take me to a place until it is just you and me.

Please tighten and narrow the spiraled cell
so that my awareness of self
dissipates in your Presence.

As I push aside all my preconceived notions,
manifest yourself to me and in me.
Be the reality of my longings.
Let me see only you.

As I dwell in this still, lucid moment with you—no matter how brief—may I know you.
Lord God, I ask that you increase the length
each time I join you there.

Then when I have seen you—
when my moment of awareness is done—
help me to walk outward again.
Retrace my steps with me and
help me to retrieve
only those things which will enable me
to bless and bring lucidity to others.

Tuesday, June 12, 2012

House of Prayer

(This year my friend and I celebrate 25 years of close and endearing friendship. This journey has been amazing and rich and wonderful. The next few posts will chronicle our retreat the first weekend of June 2012.  We came together to celebrate her birthday and to celebrate an extraordinary relationship. This is the first post of this series.)

It is early morning, and I am sitting in my den. I have not known what to call this room since it has played many different roles while I have lived here in this house. But this room is my special place now. When all the rest of the house slumbers, when the only noise is the ticking of the clock, I sit here on my corner of the couch with my morning paraphernalia around me.
I’ve left the back door open simply so I can hear the rain. The only light this morning is from the window. Just a simple rectangle of muted light. I can see the rain drip off the branches of the dogwood and hear it hit the deck. I sit and attempt to allow my restless soul be still.

This is not an easy task for a woman whose mind is at full throttle almost before her feet hits the floor. My husband often tells me I have to give him time to catch up, that I have already mapped out the day before he even completely opens his eyes. There’s some truth to this. Bless his heart.

But this morning I sit here in this beautiful, lovely place and think about my family, my friends and all of you who read these words.

This morning this place reminds me of the House of Prayer (pictured above at left). A couple of weekends ago my dearest friend and I went on a personal retreat together. We met at Saint Joseph’s Retreat Center in Tipton, Indiana. In 2005 we had a retreat together at The Cove with Beth Moore, but this time we went alone—just the two of us. No agenda. No plans. No itinerary.

I packed my bags and left everything behind. I especially wanted to discard expectations because often I expect what is not necessary. I expect the ordinary. I expect the commonplace. Or I expect The Transfiguration or Water to Wine and I miss the little miracles if there really are such things.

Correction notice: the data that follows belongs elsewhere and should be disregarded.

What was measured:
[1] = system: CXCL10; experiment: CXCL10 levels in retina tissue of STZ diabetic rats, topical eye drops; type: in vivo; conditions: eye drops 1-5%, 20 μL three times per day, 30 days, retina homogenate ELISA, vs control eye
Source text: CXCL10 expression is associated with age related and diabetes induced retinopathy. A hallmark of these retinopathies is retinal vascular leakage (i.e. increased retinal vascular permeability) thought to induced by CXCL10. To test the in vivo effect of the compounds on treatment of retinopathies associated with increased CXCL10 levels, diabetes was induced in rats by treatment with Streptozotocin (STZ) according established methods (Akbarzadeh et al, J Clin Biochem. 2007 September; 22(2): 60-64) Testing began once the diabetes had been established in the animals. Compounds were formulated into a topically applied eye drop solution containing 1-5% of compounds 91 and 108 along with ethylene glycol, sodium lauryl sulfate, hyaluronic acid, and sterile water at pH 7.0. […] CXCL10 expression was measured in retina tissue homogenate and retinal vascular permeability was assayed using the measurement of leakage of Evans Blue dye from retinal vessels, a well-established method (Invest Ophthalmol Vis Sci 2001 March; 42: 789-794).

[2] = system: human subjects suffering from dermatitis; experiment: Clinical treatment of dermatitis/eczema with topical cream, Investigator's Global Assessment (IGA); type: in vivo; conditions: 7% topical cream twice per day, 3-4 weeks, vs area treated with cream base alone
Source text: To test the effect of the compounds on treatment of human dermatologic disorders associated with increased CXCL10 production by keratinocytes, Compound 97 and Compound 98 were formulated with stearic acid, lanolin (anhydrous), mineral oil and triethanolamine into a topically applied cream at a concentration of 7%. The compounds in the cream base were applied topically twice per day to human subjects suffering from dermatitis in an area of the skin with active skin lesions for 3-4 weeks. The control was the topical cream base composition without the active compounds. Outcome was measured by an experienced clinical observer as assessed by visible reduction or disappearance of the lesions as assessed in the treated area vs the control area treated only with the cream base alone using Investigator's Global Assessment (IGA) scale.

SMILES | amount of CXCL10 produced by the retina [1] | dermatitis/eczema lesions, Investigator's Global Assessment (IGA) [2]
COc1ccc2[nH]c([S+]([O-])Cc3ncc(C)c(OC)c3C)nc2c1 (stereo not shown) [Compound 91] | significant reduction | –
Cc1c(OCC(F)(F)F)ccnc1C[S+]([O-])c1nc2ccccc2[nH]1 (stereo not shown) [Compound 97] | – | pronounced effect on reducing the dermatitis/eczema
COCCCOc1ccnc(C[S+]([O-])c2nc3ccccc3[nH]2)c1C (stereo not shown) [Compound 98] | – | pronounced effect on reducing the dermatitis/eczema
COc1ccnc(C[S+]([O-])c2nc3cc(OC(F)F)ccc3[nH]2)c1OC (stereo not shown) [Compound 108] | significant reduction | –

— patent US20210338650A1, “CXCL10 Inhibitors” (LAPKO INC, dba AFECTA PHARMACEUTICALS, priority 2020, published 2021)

We stayed in a beautiful log cabin. This house was nestled off to the side of the retreat center property, hidden among trees. Careful thought had been given to the layout and furnishing of this retreat; it felt like someone’s home.

And for three days it became ours.

We picked up the recliners and moved them in front of the fireplace, and that is where they stayed until checkout time when we returned them to their original places. That fireplace became the gathering point of the weekend. During the day we would venture out on the grounds, we would stand and gaze out the wall-sized windows and at night we would retreat to our own rooms and remain until we were ready to emerge the next morning, but it would be to the fire we would return.

Like women of another century we sat in front of that fireplace and talked, discussed and reminisced. Our words and memories and hopes became our knitting and mending.
At night the fire was our only light. And I watched as the blue flames danced shadows and cast light on my friend’s face as she talked. In those moments I prayed for her. Prayed for there to be more light than shadow in her life. And I wondered if my face too was lined and shadowed.

When we got hungry we would fix a meal and sit at the bar—slide up a stool and share a meal and break bread together. Rarely have we gotten to share meals together, but we have broken bread too many times to attempt to count. And this breaking of bread with her has often been a great part my nutrition and sustenance.

We talked of everything: from The Hunger Games to grandchildren, of the complexity of Paul’s life and theology, of the wonder and diversity of beauty and the ugliness and disparity of evil, of our voracious reading appetites and our current indulgent television viewing. The gambit of our conversations would have given whiplash to others, but we reveled in it. There have been many mornings we have longed to have a cup of coffee with each other over a scarred kitchen table, but we have not been able to because of the miles that separate us—we were making up for those mornings.

One of the hardest questions we asked during this time was do we really know how to pray? At the end of the day when it is all finished do we honestly know how to pray? We talked about the fact that we don’t know how prayer works or why. We only know that it does. We asked if traditional forms of prayer were the only ways to pray. For over seventy years (when combined) we have been praying. And we are both still asking questions.